Storytelling in a Hybrid Serial Model
A few months back, after literally years of being away from writing on a regular basis, I decided to begin the relaunch of my online life. Like many people in today’s day and age, I decided to use Patreon as a means of organizing my activities and hopefully giving people value for their money — as well as adding a little jingle in my jeans, to quote Crow T. Robot. In doing all of this, I had three major goals:
- Be active in writing, particularly fiction.
- Complete the things I started.
- Be flexible for those times of year my day job would take me from the writing life.
Initially, I decided I would accomplish these goals through wordcount minimums and through Folios — structured documents that would form the core of my writing. Rather than do a monthly Patreon charge, I would charge for completed folios. I set my wordcount goal modestly — 25,000 words, which if you know me isn’t huge. I set goals which would increase it ultimately to 40,000 words. I also included art, poetry, some webcomics stuff… ambition was my byword.
This… ultimately didn’t work out. I got mired in the minutia. My goals being met, I had a 40K minimum but ended up breaking 100K on my first Folio without quite meeting the specific materials I’d set, which to me meant I wasn’t done. It was clear months might pass where I wouldn’t actually get paid even though I’d gone well above the commitment.
So, after checking with patrons, I decided to adjust things. I would go to a monthly model, with a 40k commit, and while I’d still use the (more loosely defined) Folios as my guide, the idea would be production. If I couldn’t make it to 40k in the timeframe, I’d suspend the campaign for a month — so if the day job stole my time, I wouldn’t charge people for low traffic months.
I have had more than one person patiently tell me that they’d rather I just keep the thing running — these things happen, and I need to calm down about it. But I gotta be me, right?
So. I have a model and I like it in theory. Folio #2 is proceeding. Folio #1 is about to get sent to the appropriate subscribers. I have tens of thousands of words for an anthology done, and only a few more stories left to do for it. I have picked up several serials left off. And I have new ones planned. In particular, I’m working in two different superhero style worlds, each with their own intentionality:
- 001JW: Justice Wing: stories set in a universe with a reasonable number of pastiches and common tropes, with a view to both telling stories and explaining how a four color superheroic world would even work. This in turn has let me build a ‘super’ world where I can explore what heroes should be (at least in my opinion) even if they don’t always live up to that.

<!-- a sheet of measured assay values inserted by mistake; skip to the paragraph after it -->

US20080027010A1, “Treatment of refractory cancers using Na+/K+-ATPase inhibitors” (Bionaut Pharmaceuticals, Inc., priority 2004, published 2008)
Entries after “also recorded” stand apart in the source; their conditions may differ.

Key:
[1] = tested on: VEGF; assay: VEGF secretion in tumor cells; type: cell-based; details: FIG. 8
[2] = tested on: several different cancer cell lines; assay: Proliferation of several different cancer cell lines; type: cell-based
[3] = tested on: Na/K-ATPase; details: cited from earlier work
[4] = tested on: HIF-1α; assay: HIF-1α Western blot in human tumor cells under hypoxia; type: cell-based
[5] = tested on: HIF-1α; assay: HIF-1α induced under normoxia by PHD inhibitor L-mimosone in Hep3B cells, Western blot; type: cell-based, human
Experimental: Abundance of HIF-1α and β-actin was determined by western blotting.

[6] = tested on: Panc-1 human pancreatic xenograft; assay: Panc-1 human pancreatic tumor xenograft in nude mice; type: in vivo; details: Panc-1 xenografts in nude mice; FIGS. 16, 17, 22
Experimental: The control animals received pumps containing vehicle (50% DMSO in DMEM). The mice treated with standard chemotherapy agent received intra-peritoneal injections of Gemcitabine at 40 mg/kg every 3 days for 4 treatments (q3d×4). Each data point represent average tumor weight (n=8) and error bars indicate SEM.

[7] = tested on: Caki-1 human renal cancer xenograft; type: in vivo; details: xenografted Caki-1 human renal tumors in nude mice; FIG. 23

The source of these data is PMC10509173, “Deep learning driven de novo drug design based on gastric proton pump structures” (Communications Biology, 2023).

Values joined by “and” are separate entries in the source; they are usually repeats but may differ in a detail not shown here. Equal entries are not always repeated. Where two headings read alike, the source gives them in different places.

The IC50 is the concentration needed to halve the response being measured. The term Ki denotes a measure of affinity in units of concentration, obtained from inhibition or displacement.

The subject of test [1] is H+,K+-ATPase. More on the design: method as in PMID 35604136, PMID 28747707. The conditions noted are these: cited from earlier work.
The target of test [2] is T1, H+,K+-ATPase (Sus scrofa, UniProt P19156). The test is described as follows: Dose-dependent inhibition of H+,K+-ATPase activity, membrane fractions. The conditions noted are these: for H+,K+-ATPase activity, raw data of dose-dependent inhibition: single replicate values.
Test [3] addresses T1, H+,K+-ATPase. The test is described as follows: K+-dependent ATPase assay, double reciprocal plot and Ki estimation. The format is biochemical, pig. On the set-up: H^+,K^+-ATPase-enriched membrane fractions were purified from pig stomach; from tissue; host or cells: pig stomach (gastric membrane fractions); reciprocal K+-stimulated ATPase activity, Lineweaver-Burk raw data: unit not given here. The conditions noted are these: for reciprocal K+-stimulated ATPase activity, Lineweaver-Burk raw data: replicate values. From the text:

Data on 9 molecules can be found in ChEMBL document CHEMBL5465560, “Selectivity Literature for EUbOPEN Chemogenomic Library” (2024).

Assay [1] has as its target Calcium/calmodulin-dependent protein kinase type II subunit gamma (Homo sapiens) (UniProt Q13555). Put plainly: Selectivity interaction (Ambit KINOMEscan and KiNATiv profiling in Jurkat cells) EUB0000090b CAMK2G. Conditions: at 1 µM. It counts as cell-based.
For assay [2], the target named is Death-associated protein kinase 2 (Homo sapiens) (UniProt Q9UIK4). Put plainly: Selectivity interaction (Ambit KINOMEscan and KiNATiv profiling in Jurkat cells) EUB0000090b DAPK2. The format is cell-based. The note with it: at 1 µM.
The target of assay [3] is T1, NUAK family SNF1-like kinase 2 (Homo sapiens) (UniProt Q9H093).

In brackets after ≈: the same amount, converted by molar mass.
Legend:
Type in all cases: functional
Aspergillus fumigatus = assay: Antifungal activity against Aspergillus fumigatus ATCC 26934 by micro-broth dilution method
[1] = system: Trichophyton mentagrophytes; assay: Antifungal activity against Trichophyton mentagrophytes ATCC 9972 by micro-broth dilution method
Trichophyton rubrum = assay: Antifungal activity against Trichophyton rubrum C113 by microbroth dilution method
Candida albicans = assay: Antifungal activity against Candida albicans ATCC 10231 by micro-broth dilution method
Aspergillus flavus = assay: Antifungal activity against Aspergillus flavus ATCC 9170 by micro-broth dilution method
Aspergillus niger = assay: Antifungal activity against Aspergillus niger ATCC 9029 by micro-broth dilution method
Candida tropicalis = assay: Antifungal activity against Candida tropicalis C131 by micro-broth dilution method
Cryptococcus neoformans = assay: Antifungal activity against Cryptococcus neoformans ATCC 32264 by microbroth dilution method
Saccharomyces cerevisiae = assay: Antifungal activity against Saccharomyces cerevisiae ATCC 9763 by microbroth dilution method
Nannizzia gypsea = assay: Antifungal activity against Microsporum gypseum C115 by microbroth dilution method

- 023SG: Mythic Heroes: stories recasting and retelling fiction I’ve written over the past thirty years (with hopefully improvements), often for the venerable humorous superhero fiction mailing list called Superguy. Dramedies, to use the current term. This led off with the essentially straight (and often depressing) Home Front series, about the mystery men of the 20s through World War II, and ultimately led to the far lighter-in-tone Age of Heroic Intent, which tell the stories of Civil Servants of the Night and magical koi.
- There’s also other stories like Lovelace½ which don’t fall into either of these broader universes, of course.
This is all well and good, and as I said I’m pleased with how it’s going. Only… the question now is not just how to keep it going… but how to actually tell the broader stories that I want to tell in a moderately timely fashion. I mean, if all this works there will be novels upon novels, anthologies upon anthologies… stuff galore for the reading. The long tail will finally get a chance to be long… and a tail (which is to say actually available for sale).
But I have to get there. And in the process of getting there, I have to avoid boring or offending my readers — or driving them nuts. The question is… how?
Well, I’ve had most of my success in the past with serials. Stories like “Interviewing Leather” which get told over time. And that’s great. I’m actually looking to expand my serial writing — both on Banter Latte and on the Patreon. If things go well in July my (free) Banter Latte serial count will include:
- Interviewing Trey: This posted to the Patreon just this morning, in fact, with the free version scheduled for tomorrow.
- Lovelace½: Its first revival post went very, very well.
- Vilify 5: A story I’ve always wanted to tell and which has surprising longevity. It needs to be restarted, mind, but that’s no huge deal.